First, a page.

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More thoughts on the Tate Triennial and contemporary art in general

From: blp
Category: Art
Date: 04 March 2006


These things tend to go in cycles I suppose. I hated contemporary art in the eighties, liked it in the nineties, now I hate it again. It was bad all over in the eighties and neo-expressionism was the seemingly willful standard bearer of badness, but England depressed in its own furrow with the deathly dull large professionalism of Helen Chadwick, Richard Deacon, Anish Kapoor, David Mack.

I remember the first time I heard about the Goldsmiths generation, seeing Damian Hirst’s fish in resin piece in a Sunday magazine, Opposing Forces Swimming in Different Directions for the Purposes of Understanding and thinking ‘why is this art?’ and being interested in my own art moment - for the first time really. I still think they were good, the best of those people, in their day: Hirst, Lucas, Wearing, Wallinger, Whiteread, Fiona Rae, Steve McQueen, even Georgina Starr very early on, though one grows up and realizes that some of them, I mean Douglas Gordon, were just very very lucky little chancers.

A lot of younger artists seem to hate these people now. One or two have told me that they do. It shows in the work. At some point, some general feeling seems to have arrived that something was to be said that couldn’t accommodate the clean edged rectangle that defined minimalism and engendered conceptualism. Suddenly, bursting out of those straight lines, it’s all baroque phantasmagoria, already patinated with the brownish grime of junk shop history.

Adrian Searle’s review of the try-anythingial talks about the stated curatorial ambition to represent art dealing with appropriation without irony or jokes. Maybe the lack of jokes is because of a lack of any intent of detachment. The idea seems to be now, if you like it, just point at it or make it again: recreate performances you’ve seen in books, design things that look like the trash culture you grew up with the eighties, use film rather than video to get that Kenneth Anger look you like and, when you frame things up, use gilt and curlicues – anything to avoid those minimalist sharp edges.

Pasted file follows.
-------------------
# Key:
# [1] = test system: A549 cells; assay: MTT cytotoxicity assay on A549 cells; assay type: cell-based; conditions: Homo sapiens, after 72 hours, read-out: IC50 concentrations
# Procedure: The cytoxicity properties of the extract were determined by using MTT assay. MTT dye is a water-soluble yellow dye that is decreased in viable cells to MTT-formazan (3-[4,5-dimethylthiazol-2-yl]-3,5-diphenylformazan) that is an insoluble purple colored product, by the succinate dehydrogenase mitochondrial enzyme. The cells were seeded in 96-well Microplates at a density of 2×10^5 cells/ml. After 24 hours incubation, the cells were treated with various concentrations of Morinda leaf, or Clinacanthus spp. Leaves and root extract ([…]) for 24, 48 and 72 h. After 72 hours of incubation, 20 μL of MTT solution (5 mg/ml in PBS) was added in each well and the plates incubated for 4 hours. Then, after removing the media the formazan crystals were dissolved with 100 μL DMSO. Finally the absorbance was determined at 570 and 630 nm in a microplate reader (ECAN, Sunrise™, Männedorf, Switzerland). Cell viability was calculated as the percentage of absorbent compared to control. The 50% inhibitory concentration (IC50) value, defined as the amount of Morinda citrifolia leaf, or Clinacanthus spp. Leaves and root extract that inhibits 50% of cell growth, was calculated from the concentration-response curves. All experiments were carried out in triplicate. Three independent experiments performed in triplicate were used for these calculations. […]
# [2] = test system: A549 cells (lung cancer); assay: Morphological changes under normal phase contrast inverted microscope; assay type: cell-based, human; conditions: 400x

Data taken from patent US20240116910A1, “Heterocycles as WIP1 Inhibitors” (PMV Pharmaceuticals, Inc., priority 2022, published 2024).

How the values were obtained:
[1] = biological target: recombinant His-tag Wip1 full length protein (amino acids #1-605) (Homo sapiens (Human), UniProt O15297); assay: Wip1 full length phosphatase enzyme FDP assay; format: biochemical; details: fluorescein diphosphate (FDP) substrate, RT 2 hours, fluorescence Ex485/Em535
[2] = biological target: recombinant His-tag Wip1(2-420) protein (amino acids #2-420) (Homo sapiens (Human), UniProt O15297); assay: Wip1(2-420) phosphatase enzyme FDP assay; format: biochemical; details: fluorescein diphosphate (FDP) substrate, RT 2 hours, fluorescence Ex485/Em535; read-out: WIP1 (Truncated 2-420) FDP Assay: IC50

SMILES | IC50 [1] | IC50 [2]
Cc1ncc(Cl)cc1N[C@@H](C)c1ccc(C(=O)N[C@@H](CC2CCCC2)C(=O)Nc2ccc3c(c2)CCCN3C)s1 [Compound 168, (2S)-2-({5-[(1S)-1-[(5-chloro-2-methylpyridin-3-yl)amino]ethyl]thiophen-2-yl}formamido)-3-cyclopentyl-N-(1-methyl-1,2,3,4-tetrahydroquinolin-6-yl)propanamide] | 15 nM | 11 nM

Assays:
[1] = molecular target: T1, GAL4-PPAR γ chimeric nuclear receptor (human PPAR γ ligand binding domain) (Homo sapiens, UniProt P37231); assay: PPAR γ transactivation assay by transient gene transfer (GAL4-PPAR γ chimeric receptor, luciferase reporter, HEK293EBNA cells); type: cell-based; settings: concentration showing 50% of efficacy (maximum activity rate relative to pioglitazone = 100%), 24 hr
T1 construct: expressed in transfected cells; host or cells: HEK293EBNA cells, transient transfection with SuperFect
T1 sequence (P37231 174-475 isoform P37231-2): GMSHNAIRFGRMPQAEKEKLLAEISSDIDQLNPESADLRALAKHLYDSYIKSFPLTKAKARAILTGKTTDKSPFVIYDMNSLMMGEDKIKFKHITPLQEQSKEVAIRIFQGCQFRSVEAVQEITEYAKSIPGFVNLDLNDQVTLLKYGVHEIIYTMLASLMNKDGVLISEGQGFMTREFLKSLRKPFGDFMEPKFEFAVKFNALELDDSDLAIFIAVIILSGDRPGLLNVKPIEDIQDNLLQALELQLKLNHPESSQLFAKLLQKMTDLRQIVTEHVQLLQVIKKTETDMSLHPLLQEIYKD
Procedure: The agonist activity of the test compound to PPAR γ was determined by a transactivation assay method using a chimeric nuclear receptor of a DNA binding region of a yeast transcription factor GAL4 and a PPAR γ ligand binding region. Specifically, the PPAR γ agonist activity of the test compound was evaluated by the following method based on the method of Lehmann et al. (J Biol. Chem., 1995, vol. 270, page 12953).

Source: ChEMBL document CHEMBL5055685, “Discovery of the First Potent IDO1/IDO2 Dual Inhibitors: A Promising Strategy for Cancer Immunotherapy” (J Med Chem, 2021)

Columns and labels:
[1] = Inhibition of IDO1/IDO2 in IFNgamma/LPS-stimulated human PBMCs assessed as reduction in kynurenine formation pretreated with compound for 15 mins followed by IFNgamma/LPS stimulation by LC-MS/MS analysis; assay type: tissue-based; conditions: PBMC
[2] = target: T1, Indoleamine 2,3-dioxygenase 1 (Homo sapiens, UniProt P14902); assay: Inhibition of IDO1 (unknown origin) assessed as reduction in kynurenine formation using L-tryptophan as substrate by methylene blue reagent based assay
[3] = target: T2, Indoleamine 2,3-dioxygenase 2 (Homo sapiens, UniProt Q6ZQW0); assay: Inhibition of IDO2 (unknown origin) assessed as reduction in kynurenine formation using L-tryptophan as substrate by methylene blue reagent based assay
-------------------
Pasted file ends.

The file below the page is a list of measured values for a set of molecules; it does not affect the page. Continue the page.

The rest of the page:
The lack of faith in the present – even in the possibility of critiquing it – is palpable and suffocating. We’ve had postmodernism for years and referencing the past was nothing new even before that, but supposedly avant-garde art has never looked or been so reactionary. Pound’s dictum ‘Make it new’ is always about a relationship with the past. The only thing new now, ironically, is revivalism – fashion-driven nostalgic salivating over romantic pasts. Seventies revivalism never muddied up the nineties cool school, however much it did the culture at large, but eighties revivalism’s all over the current stuff like shit. There is no intent to critique and nothing to critique, the past being gone, just a desire to live out a fantasy (think of the way Michael Jackson would say the word to get my full revulsion for it). The fallacy is that, intended detachment or no, the artists are detached from what they’re referencing whether they like it or not. Nothing ends up being revived. We just get a bunch of mummified corpses dragged into the gallery and crudely reanimated. Meanwhile, in this dimwittedly permissive theoretical environment, the door swings open to all kinds of other rigourless tat – even fantasy art itself.

You could argue that, by setting up the minimalist box against this, I’m just engaging a subjective clash of tastes. But that boxiness was never just about the look of the box itself, but about the relationship of the box to the space around it and the viewer, an acknowledgement that art was not hermetic, but had an unavoidable relationship to its context, to the reality around it and a professed desire to be part of that reality. That’s how we got from there to conceptualism. Critics such as Harold Rosenberg warned at the time of the dangers of minimalism being no more than design and, of course, later artists like Julian Opie ignored the warnings (and got rich), but it doesn’t matter. The core idea was good and it’s that that I’m lamenting, not some style I just happen to like better than the one around now. What’s gone – arrogantly, contemptuously gone – is the contemplative, any sense of fascination with phenomena and, therefore, anything that might wake a viewer up. We go to sleep, instead, in perfumed rooms, and dream up monsters.

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